Richard Hankins, a partner in the Labor and Employment Practice Group at Kilpatrick-Stockton, provides a full briefing today on organized labor’s new push for “minority bargaining” at his blog, EFCA Updates. As reported in the New York Times on Wednesday, seven unions have written the National Labor Relations Board, arguing that the National Labor Relations Act allows a minority of company employees to form a bargaining unit. (Our previous post here.) As Hankins explains, this theory has been kicking around for a while now, developed by Southern Methodist University Professor Emeritus Charles J. Morris, who expounds on it in his book, “The Blue Eagle at Work.”
After covering the history and theory behind labor’s argument, Hankins speculates:
Word of the union’s plan to request NLRB rulemaking was leaked in March 2007 when Professor Richard Bales noted on his Workplace Prof Blog that Professor Morris and Professor Charles Craven of The George Washington University Law School were circulating a letter to the NLRB in support of the then-unfiled petition.
As the Times story notes, there is little chance that the current Board will grant the request for rulemaking. But if some in the labor movement have their way, a President from the Democratic Party would be expected to appoint Board Members who will promptly do so.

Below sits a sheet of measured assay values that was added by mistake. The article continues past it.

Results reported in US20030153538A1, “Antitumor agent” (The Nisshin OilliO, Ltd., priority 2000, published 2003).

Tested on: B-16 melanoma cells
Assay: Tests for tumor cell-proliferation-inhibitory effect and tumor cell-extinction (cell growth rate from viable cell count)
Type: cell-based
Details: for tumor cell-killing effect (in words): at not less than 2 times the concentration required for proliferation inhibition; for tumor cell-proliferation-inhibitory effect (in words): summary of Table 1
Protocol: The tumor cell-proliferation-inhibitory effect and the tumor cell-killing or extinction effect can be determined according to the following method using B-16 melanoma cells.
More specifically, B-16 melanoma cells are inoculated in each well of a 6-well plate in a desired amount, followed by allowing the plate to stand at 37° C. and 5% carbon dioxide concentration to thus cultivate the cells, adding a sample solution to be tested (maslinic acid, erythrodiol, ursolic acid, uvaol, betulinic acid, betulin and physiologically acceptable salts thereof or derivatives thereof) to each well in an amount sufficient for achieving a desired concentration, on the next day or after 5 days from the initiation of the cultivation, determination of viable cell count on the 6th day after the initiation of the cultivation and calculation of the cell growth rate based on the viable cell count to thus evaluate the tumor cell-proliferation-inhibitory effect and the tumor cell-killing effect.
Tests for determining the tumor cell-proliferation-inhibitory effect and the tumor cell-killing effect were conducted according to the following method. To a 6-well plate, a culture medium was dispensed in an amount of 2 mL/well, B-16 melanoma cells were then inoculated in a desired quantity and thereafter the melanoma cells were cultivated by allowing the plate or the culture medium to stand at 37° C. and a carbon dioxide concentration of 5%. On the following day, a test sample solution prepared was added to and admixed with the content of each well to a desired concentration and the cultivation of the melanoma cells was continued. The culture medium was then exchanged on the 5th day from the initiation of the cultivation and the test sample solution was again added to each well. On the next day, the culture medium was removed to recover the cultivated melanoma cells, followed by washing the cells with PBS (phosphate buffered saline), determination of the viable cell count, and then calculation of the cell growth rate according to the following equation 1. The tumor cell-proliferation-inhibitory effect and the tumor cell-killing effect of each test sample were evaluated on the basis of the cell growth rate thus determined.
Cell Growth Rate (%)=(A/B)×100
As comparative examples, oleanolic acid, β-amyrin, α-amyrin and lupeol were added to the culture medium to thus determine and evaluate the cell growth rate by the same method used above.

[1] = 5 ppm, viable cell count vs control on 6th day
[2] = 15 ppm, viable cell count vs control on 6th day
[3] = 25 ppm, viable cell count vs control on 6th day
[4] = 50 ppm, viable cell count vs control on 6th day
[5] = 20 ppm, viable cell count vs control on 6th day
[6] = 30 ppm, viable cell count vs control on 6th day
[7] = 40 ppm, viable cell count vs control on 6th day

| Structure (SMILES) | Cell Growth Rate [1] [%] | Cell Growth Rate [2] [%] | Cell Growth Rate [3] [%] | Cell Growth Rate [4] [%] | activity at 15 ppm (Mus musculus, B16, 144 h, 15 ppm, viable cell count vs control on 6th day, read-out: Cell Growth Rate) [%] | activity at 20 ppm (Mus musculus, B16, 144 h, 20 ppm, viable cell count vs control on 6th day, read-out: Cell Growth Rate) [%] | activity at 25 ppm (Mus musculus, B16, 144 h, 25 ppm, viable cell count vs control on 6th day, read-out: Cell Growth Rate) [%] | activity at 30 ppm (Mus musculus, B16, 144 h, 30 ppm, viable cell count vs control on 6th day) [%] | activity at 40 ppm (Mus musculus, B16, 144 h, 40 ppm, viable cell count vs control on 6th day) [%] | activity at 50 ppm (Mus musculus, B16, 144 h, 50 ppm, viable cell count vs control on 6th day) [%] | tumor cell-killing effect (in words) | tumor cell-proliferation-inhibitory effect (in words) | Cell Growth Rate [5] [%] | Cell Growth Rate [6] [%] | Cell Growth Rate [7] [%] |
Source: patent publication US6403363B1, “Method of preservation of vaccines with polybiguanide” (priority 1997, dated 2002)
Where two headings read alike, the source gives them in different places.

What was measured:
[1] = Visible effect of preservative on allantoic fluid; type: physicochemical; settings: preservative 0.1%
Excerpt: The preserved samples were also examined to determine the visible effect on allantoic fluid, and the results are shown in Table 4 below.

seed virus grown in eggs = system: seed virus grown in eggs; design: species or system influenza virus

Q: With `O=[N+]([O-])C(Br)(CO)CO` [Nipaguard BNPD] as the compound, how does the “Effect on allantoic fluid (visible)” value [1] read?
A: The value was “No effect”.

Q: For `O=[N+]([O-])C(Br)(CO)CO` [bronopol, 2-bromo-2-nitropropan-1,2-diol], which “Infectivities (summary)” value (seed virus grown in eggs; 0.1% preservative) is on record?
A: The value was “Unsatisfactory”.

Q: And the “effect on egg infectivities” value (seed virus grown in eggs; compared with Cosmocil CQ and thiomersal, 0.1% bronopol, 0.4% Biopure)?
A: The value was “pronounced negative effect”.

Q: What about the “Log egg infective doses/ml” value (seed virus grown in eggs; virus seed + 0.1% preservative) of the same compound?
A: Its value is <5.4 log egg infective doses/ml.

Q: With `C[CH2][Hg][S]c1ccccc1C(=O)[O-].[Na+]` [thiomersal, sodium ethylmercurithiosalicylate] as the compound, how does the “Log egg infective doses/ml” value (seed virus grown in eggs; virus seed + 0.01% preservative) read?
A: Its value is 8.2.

It is interesting to note that the labor movement as a whole is apparently not endorsing this effort. The Times mentions only the Steelworkers and the UAW and five other unnamed unions. This is hardly the type of full court press that we saw behind the Employee Free Choice Act. Whether the rest of the movement will sign on now that the petition has been filed is yet to be seen.
Novel legal theories have way of finding sudden favor, especially if by doing so, proponents can circumvent the political and legislative process. An activist NLRB backed by activist courts? New laws and vast new union power in the economy. Something to worry about.
P.S. Odd how little news coverage this story got. Seems like a major new ploy by organized labor.
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